Natasha and I have just returned from Liberia in West Africa on a logistics trip for the Leaders in Liberia programme in February 2017.
I had a particularly powerful experience that deepened my understanding of the distinction between serving and pleasing in the most fundamental way.
Liberia – a country “in need”
Just for context, Liberia is the fourth poorest county in the world with 85% unemployment rate and 3/4 of the population live under the poverty line on less than a $1.00 a day. 60% of children in Liberia never go to school and the average school years of all adults is 3 years – education is not free and there is a massive shortage of qualified, committed teachers.
Liberia is also,howver and extremely beautiful, green and fertile country. Its people are warm, friendly and open and the nation is making real strides to get back on its feet now ebola is confined to the past.
On our recent trip we visited a school, which I was last at in 2014. The school is still unfinished after almost 10 years.
After being greeted by the children singing their school anthem I was asked to say a few words – I didn’t know what to say. I felt desperately sad and really uplifted at the same moment – the schools kids were standing in an empty shell of a building which holds so many dreams – they actually still do their schooling in a building down the road where 2 or 3 grades are combined in the same classroom because their building is totally inadequate. 300 children, so committed to their own learning that they endure the sweltering heat and cramped conditions each day.
Many of the students are orphans (the town where the school is located was devastated by Ebola) and come to school not having eaten since the day before and unlikely to eat until the evening. But this was not a sorrowful occasion. Kids are so resilient – after the formalities, we went outside and invented games and ran around with the kids until we were all sweating bullets but having a lot of fun.
Sharing their plight
At a certain point, the teachers asked if they could speak to me. I agreed and we stepped outside and they surrounded me in a tight semicircle.
They said they wanted to share their plight with me. They told me they are all volunteers at the school, that they have several jobs to put themselves through university and they have to travel for hours each day to get to the school. They told me what a struggle their lives were and how hard it was to keep going.
I listened and I empathized – I was asking myself how I could help help them. I felt powerless. I could understand their circumstances, but I couldn’t give them what they are asking for. I didn’t have the answers they wanted. I didn’t know what to say.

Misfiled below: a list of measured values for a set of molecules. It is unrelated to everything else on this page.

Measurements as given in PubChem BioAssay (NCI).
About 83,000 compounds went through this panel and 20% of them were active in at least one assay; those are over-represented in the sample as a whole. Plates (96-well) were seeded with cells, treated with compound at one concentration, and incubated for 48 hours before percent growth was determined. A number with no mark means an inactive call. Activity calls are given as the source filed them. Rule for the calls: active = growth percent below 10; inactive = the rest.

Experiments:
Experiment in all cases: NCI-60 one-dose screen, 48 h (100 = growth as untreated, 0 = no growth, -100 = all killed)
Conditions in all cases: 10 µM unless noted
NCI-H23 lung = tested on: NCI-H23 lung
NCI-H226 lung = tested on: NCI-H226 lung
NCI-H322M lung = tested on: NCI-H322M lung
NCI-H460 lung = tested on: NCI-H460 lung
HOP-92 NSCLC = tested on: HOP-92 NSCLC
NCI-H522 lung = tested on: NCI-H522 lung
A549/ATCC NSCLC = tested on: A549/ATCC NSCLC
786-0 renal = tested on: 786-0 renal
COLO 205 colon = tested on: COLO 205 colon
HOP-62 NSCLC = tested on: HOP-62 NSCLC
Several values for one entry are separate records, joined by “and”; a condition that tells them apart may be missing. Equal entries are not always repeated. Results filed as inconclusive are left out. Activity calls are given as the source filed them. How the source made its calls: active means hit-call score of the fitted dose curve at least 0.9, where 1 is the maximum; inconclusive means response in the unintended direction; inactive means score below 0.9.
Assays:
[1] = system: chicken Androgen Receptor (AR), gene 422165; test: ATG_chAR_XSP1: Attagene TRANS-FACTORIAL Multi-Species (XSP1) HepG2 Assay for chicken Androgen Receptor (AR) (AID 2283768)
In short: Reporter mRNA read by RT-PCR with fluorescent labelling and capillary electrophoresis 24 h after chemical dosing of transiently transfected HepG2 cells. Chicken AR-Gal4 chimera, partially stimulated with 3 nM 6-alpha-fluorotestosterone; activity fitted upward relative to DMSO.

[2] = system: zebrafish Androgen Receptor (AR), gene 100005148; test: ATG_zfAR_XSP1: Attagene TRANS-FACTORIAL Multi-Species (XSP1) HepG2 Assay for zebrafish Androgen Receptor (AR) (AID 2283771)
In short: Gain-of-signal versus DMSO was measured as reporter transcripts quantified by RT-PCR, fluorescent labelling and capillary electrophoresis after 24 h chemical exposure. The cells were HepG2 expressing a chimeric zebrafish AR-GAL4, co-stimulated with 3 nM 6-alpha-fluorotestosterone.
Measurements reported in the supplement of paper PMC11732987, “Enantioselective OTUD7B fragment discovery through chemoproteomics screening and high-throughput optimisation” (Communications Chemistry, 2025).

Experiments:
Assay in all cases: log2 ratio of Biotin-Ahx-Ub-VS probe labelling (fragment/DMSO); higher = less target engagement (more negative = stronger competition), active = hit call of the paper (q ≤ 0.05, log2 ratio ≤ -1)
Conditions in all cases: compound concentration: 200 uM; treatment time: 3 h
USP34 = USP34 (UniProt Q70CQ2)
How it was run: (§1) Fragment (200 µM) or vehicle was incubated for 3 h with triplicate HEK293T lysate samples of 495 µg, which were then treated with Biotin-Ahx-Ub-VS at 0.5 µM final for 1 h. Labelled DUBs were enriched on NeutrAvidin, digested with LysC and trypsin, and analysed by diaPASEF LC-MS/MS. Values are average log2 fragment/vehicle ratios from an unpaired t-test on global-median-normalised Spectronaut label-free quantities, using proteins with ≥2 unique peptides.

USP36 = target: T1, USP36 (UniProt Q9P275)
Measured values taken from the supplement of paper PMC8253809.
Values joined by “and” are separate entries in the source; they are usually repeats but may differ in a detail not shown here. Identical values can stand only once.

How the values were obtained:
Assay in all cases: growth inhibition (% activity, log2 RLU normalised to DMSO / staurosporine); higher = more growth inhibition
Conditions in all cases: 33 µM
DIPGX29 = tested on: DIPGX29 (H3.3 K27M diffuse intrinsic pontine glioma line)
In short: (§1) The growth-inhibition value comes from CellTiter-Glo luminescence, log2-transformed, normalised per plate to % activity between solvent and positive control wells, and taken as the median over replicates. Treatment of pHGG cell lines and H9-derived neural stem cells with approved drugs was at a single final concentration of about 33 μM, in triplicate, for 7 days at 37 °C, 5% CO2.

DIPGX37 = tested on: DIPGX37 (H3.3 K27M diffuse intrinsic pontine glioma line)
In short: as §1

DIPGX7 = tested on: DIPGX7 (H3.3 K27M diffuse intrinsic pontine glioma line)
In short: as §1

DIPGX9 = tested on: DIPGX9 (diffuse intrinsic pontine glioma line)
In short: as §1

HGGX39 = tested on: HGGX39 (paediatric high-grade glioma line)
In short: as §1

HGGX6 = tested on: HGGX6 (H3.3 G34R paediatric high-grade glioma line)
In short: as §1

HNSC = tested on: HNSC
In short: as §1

This is a dilemma all leaders face regardless of the context – people looking ot you for answers when the answers don’t yet exist.
Empowerment not aid
But I am a coach to my core – I was not there to please them, I had gone to Liberia to serve and so put the question back to them. I challenged them to look at what they did have – these teachers are some of a tiny number of people in Liberia with a university education – I told them to put their minds together, not to look outside of themselves for the answers to be delivered and I told them to look for solutions that they could create for themselves with what they do have.
That was so difficult – to look them in the eye and feel their need and yet say “No” to helping them. But my purpose in Liberia is to support people in changing their mindsets because if the people do not find a way to think differently their lives will never change.
Serve not Please
I told them I helped people who were prepared to help themselves. I gave them my card and said I would support any of them who made the effort to contact me and tell me what they are prepared to do in order to try and change their situation. I told them if any of them asked me for money then I would cut off the communications – I challenged them to step up – I don’t know if any will contact me, but I was there to serve not please.
Hold a dream bigger than they can hold for themselves
I have had restless nights since I returned, asking myself if I could have done more. But I am convinced that how I can best serve this country is to use my objectivity, to believe in a future that is bigger and brighter than they can see for themselves – This is my purpose and how I believe I can be of real service. It is the way that I can lead.
If you’d like to know more about Leaders in Liberia – please contact me or visit www.thebigidea.space